I went out to Silver Lake which is just outside De Smet. In the 1920s it was drained, but more recently has been allowed to re-fill and is a wildlife preserve. Although I was close to town (and even closer to the cement works), it was easy to imagine being the only people on the unpopulated prairie.
When Laura arrived in South Dakota it was almost completely treeless - hence the landmark of the "Lone Cottonwood", these days there are some trees, but still mostly rolling grasslands and farmlands.
I do have a prairie dress outfit, but in the interests of travelling light I just bought my bonnet - so for the entertainment of friends and family alike here is the dress-up photograph. It was very windy although that does not actually explain the funny face!
|On the Shores of Silver Lake|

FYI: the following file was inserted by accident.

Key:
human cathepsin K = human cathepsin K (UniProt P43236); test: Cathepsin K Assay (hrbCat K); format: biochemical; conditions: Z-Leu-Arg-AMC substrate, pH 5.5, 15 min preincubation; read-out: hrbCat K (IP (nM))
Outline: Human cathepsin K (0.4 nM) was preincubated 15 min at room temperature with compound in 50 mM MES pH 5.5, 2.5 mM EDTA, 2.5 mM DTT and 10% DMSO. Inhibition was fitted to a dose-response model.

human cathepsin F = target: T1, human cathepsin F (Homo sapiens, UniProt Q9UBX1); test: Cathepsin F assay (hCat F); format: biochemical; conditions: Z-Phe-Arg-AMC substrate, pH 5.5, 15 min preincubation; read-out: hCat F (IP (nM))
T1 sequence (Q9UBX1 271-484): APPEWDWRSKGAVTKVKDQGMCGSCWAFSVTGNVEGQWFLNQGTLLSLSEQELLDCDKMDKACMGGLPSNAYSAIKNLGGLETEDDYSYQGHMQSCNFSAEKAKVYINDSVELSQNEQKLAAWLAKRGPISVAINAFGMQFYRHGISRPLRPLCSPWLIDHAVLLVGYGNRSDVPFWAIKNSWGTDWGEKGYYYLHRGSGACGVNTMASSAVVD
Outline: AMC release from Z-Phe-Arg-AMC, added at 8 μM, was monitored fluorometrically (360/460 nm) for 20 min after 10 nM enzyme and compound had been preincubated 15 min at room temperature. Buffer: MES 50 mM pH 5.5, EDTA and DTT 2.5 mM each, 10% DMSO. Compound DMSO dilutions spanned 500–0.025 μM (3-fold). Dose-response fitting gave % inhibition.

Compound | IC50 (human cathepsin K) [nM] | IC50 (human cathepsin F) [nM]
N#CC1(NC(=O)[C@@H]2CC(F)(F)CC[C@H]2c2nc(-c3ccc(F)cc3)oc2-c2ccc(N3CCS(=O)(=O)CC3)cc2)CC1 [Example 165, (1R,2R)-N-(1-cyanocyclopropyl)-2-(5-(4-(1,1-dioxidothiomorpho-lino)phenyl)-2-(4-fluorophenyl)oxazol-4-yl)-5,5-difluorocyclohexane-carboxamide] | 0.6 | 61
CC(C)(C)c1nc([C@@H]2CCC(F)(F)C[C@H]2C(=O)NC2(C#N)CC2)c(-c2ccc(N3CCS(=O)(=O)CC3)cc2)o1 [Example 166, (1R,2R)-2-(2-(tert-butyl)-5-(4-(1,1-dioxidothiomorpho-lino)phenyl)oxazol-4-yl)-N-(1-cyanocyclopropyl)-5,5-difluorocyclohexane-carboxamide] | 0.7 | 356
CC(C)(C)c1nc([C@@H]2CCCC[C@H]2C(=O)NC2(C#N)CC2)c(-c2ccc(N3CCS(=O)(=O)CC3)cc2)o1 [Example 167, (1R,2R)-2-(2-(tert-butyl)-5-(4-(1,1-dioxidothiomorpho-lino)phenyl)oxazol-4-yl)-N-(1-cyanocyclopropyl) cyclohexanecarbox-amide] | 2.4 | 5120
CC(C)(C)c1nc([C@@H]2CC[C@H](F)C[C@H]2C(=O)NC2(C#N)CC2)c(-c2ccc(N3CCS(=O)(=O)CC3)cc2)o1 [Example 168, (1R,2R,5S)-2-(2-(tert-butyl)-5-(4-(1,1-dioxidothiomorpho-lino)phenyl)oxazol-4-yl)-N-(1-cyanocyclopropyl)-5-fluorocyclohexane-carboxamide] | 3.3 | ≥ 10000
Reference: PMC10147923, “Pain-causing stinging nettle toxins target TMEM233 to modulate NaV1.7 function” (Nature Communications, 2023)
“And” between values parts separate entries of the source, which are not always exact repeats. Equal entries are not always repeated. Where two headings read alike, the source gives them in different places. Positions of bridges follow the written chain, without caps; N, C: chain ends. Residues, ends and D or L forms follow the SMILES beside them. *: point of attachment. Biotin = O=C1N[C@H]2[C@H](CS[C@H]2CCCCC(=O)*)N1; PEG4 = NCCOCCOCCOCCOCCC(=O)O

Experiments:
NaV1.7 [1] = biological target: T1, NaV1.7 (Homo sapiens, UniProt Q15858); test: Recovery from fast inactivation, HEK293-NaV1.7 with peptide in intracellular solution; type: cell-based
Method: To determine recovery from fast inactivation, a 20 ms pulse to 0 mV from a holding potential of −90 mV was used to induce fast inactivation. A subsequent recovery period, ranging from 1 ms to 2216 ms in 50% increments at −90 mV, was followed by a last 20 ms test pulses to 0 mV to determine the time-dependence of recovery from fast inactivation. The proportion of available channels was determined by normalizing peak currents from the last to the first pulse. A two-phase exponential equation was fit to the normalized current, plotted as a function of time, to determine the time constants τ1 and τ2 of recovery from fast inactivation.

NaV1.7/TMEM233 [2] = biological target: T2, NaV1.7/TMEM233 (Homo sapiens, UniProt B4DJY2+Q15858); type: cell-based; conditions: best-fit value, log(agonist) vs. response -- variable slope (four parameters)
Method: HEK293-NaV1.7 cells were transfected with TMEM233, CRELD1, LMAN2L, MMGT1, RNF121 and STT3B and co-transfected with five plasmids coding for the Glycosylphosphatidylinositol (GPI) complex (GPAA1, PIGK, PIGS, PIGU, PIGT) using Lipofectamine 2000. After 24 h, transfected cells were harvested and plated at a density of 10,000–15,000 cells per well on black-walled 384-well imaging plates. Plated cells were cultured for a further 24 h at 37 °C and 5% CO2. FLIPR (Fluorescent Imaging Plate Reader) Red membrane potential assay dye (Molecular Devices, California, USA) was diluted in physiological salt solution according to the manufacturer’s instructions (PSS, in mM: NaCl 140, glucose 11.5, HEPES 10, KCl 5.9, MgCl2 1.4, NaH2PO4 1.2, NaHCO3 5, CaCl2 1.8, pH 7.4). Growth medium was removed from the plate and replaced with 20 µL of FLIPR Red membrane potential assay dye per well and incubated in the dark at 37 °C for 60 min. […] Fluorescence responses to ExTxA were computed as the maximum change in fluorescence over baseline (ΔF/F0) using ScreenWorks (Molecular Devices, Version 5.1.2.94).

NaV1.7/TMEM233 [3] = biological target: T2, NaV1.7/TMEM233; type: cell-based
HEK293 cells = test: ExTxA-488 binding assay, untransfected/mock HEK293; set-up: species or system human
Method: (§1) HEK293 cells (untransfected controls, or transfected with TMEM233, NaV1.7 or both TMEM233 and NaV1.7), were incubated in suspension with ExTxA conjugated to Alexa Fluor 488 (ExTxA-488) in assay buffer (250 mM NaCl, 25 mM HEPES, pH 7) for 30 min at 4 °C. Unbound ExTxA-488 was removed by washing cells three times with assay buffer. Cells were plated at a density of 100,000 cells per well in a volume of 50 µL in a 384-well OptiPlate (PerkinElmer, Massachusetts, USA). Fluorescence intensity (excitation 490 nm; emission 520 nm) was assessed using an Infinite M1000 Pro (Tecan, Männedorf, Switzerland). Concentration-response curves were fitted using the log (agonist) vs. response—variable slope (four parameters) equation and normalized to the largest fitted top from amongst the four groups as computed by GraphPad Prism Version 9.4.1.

I then went out to the Homestead site. There is a monument marking the location on a small rise just above the Big Slough. On the right side of this photo you can see some wooden buildings which are the location of the pageant which is held in De Smet on summer weekends.
|Monument at the Homestead site|
|The Big Slough from the Homestead|
It was cold and windy and I was again the only person there! In the books Laura and Almanzo drive out to the 'Twin Lakes' of Thompson and Henry - a distance of about 12 miles. I was surprised at how large the lakes were and it was all rather lovely.